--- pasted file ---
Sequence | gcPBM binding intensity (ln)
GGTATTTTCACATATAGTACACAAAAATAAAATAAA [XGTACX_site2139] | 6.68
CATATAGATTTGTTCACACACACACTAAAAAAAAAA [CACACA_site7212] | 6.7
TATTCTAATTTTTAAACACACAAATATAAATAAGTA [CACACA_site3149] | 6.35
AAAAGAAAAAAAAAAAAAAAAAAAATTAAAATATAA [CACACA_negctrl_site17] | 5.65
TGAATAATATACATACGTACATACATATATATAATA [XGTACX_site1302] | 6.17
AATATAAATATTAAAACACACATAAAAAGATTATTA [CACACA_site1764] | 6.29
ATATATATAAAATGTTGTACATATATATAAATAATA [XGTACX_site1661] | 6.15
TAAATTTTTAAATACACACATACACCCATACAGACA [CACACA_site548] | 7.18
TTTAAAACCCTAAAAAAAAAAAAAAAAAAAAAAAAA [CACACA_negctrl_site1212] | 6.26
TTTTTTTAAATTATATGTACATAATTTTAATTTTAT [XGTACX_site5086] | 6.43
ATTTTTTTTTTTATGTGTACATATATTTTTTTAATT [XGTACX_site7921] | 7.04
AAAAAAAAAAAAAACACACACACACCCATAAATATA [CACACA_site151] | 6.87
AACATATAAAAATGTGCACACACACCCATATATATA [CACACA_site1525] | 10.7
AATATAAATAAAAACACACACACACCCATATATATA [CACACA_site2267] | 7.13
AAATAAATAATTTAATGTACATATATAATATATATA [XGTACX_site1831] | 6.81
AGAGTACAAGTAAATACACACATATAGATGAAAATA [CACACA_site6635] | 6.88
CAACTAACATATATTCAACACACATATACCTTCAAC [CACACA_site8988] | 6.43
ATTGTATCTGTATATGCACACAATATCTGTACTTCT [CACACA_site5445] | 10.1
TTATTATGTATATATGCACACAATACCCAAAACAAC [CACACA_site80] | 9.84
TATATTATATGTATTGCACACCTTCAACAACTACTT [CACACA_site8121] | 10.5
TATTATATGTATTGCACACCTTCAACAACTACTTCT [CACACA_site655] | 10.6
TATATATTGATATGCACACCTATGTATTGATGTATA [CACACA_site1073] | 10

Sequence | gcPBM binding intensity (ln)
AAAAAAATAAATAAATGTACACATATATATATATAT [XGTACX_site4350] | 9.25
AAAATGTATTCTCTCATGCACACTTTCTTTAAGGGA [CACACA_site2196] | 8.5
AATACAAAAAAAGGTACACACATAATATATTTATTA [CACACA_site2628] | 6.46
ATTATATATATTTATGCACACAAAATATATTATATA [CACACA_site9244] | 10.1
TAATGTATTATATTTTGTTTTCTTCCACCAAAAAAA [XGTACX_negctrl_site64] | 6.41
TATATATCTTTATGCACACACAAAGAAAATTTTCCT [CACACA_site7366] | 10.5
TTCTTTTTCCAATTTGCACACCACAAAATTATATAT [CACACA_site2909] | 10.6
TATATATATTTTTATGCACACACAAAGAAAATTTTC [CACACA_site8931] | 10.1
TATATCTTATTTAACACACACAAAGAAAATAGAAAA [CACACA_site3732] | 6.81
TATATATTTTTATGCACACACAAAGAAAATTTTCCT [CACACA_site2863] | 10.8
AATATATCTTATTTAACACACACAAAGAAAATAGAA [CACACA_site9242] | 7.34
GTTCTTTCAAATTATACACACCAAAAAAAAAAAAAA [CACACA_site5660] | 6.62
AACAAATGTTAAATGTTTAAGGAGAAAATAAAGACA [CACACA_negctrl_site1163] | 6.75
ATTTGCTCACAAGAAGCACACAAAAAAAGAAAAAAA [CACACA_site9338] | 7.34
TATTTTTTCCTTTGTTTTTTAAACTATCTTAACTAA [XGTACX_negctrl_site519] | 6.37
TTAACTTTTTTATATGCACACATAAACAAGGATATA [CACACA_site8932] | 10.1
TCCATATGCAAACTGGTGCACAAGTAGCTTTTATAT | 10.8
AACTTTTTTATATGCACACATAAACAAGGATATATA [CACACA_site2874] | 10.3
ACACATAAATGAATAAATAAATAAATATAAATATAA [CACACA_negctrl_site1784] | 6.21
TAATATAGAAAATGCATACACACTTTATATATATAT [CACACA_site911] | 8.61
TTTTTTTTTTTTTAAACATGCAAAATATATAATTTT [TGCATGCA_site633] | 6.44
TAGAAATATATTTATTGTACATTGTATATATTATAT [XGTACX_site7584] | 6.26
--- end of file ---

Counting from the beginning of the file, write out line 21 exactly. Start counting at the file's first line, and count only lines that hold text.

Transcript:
TATATTATATGTATTGCACACCTTCAACAACTACTT [CACACA_site8121] | 10.5